While Venezuela’s capital Caracas mourned several deaths in Sunday’s constituent assembly elections, the border crossings with Colombia were reportedly quiet.
According to BBC News, at least two people were killed in Caracas on the day Venezuelans elect some 500 representatives with the mandate to change the country’s constitution.
According to La Opinion, the newspaper from Colombia’s largest border city Cucuta, the situation on the two border crossings in the city remained quiet Sunday morning in spite of increased diplomatic tensions.
Venezuelan authorities had closed the border crossing in Arauca, newspaper El Tiempo reported Saturday.
In Cucuta, hundreds of Venezuelan citizens protested in opposition to the administration of the increasingly autocratic Venezuelan President Nicolas Maduro.
The day before, some 5,600 Colombians and 2,500 foreigners had crossed the border in Cucuta.
On Sunday morning, no more than 450 people crossed the border, Colombia’s Foreign Ministry said.
While the situation along the border remained calm, Venezuela’s vote was precedes by increased diplomatic tensions and fears of an out-of-control exodus of Venezuelans or Colombian residents of Venezuela.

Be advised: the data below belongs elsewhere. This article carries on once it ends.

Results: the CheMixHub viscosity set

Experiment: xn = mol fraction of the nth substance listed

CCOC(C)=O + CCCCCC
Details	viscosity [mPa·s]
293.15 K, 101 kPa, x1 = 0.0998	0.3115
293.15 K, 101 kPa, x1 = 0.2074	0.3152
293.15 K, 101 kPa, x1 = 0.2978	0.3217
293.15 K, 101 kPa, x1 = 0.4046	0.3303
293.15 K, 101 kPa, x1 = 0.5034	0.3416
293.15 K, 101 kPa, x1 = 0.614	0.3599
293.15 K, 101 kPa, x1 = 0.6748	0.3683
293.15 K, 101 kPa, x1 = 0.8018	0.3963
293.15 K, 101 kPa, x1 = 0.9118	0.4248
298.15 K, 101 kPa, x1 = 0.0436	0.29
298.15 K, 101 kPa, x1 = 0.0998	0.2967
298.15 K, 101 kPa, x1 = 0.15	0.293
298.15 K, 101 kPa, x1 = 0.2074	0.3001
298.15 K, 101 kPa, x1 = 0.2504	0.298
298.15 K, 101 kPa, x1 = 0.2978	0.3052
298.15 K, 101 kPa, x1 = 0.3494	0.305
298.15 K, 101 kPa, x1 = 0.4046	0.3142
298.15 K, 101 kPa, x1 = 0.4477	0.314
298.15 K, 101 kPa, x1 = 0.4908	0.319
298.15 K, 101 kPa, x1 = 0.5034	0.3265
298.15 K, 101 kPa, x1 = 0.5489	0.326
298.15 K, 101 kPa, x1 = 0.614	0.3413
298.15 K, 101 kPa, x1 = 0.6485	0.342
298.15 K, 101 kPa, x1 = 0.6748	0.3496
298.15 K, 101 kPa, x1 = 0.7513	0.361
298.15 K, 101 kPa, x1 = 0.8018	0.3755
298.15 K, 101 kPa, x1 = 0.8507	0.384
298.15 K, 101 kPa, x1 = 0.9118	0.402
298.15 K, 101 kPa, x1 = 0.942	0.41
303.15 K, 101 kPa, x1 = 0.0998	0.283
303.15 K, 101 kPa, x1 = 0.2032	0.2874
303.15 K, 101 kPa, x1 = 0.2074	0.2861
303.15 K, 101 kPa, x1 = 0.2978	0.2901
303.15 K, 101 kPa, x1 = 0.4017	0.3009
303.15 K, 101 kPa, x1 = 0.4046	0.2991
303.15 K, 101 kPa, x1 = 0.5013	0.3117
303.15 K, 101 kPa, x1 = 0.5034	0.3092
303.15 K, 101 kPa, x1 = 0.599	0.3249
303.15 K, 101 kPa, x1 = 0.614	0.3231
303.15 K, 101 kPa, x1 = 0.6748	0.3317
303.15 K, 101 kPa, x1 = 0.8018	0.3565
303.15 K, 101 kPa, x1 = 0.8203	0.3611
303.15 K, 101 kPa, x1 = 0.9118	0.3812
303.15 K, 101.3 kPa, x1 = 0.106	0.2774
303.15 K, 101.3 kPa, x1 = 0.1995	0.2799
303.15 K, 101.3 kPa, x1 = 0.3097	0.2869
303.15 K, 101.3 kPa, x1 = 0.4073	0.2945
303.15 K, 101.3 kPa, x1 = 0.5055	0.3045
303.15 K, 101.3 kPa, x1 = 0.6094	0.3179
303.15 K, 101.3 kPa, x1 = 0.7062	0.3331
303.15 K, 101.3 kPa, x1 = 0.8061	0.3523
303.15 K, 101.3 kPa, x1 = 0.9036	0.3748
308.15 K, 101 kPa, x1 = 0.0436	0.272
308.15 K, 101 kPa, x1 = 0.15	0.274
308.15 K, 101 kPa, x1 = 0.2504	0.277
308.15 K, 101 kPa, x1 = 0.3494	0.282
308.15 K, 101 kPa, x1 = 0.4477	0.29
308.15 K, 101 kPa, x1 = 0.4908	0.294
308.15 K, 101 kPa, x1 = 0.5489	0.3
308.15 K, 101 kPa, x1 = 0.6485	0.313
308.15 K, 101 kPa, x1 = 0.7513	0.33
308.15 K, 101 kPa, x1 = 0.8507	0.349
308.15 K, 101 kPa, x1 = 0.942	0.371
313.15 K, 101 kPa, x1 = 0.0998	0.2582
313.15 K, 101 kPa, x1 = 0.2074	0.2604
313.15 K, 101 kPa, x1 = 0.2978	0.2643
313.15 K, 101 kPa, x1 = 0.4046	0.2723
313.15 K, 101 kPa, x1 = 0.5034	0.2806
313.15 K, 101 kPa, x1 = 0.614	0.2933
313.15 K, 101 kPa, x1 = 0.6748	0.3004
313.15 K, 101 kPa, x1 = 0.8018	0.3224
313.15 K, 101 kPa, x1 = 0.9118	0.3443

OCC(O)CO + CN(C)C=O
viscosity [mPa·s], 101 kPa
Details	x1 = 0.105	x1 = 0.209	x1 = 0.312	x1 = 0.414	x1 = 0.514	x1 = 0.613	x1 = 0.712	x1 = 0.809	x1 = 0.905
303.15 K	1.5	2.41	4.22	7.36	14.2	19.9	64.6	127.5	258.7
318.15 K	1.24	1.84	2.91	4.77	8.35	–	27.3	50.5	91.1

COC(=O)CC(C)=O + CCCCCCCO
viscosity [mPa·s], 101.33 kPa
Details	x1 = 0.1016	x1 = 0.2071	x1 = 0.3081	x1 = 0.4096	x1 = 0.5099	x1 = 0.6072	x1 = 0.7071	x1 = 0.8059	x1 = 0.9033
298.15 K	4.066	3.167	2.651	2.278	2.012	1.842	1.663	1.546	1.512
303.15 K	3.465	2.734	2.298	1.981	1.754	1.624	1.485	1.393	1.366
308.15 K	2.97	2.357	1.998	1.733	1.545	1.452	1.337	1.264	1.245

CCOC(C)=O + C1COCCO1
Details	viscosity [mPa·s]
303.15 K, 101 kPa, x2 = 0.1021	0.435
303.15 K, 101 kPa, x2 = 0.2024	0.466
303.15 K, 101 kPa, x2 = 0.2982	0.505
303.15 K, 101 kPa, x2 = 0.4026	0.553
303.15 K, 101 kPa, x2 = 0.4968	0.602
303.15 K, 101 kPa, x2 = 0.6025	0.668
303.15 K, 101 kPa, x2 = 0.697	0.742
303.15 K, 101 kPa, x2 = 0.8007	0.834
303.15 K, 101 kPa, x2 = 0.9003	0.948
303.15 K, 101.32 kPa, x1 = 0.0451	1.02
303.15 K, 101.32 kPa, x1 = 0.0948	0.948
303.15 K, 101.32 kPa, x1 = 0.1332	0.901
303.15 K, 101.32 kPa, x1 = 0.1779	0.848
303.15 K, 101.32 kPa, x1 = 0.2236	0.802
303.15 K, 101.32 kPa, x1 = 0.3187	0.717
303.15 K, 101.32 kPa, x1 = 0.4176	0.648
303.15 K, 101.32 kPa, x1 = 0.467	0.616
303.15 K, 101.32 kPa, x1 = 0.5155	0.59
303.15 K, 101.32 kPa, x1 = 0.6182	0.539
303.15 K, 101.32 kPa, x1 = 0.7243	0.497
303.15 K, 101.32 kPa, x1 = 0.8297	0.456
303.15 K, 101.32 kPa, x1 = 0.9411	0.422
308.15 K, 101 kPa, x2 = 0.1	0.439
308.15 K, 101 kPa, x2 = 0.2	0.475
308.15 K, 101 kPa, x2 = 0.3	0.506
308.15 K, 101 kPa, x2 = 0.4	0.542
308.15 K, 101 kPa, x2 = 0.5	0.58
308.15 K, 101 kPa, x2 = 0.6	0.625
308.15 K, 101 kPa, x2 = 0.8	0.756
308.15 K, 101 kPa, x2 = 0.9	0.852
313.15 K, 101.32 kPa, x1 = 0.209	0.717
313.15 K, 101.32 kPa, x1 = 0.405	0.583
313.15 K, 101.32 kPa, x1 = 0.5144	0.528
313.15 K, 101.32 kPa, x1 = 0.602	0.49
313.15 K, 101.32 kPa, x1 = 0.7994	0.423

Maduro’s Colombian counterpart Juan Manuel Santos said Friday his government would not recognize the result of the vote, which according to Venezuela’s opposition serves to further strengthen the position of Maduro.
In response, Maduro on Saturday said Santos had “lost his head” and accused the Colombian president of being a “slave of the North American empire,” in reference to friendly relations between Colombia and the United States.
Both civilian and military authorities in Cucuta had called a yellow alert in case irregularities would occur and attend the growing community of Venezuelans living in the border city.